I just thought of a follow-up to my Advice to Would-Be Writers. Dr. Ray Vath came up with these cool guidelines for life long, long ago, and I’ve always carried them around with me:
1) You have to fail in at least half the things you try or you’ll never know what you’re capable of.
The beginning rule is, TRY. Then, expect to fail a time or two or maybe ten, who knows, but then will come that time when you do succeed and along with that will come a very satisfying self-knowledge you wouldn’t have had otherwise.
Also remember, it’s better to live with failure than regret. It’s better to be able to say, “Well, I tried,” than to have to say, “I wonder what would have happened if I’d only tried?”
2) What’s worth doing is worth doing poorly.
I know, the old way of saying this is, What’s worth doing is worth doing well, but look at it this way:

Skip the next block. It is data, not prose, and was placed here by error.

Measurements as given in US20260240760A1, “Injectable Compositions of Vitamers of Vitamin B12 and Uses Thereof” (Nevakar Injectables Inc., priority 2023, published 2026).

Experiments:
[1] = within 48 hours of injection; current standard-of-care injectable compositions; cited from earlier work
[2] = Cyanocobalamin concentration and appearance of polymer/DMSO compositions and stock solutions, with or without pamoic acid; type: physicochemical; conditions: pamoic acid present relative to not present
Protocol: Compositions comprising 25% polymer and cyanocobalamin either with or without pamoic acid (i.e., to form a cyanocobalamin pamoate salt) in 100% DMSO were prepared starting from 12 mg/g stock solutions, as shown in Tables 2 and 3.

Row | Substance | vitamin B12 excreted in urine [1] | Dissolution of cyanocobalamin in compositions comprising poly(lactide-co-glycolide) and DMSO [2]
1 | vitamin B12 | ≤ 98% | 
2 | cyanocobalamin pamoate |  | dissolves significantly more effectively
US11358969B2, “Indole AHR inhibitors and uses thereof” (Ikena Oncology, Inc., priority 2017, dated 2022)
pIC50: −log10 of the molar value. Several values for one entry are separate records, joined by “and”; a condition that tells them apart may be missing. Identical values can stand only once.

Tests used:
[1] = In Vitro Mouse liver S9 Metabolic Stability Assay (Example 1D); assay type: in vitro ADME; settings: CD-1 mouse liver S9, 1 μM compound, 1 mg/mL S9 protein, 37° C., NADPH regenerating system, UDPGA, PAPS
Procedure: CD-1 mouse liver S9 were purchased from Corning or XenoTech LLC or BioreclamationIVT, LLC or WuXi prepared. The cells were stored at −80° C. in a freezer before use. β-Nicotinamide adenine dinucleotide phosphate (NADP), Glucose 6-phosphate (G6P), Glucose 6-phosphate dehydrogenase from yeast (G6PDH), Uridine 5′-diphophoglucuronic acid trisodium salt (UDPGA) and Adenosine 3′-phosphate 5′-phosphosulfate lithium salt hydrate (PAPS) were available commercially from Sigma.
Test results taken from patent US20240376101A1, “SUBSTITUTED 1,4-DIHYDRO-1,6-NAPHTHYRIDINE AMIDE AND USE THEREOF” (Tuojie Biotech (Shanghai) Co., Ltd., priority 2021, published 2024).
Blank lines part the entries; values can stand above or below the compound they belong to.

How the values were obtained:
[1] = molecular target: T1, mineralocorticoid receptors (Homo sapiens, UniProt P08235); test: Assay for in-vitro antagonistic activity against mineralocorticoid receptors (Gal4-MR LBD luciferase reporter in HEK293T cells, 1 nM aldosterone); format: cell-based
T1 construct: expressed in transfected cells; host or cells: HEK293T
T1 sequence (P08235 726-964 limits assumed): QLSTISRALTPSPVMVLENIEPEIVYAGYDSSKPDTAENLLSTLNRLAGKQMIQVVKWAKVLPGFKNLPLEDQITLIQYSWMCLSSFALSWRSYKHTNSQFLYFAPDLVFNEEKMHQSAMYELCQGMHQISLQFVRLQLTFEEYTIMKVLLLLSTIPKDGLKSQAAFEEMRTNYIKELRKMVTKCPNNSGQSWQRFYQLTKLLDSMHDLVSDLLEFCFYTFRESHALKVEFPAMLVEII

When you first started learning to walk, did you sprint like a champion or did you stumble and look awkward? When you first started learning, oh let’s say the guitar, did you sound terrible and take forever just to form a decent chord, or did you play like Eric Clapton or Andres Segovia?
What’s worth doing is worth doing poorly … and doing poorly … and doing poorly … until you finally catch on. Give yourself time.
3) Practice doesn’t make perfect, practice makes better.
You know what? Being a perfectionist is more a matter of brittle ego than anything else and you’ll only go through your whole life angry and frustrated. Besides, once you get something perfect, what’s left to strive for? Naw, rejoice in anything you can do better today than you could do yesterday and look forward to doing it better tomorrow. All of life is like that; your chosen craft or art should be the same.
I’ve lived by these little rules and they’ve made my life easier and better. I think they’ll do the same for you.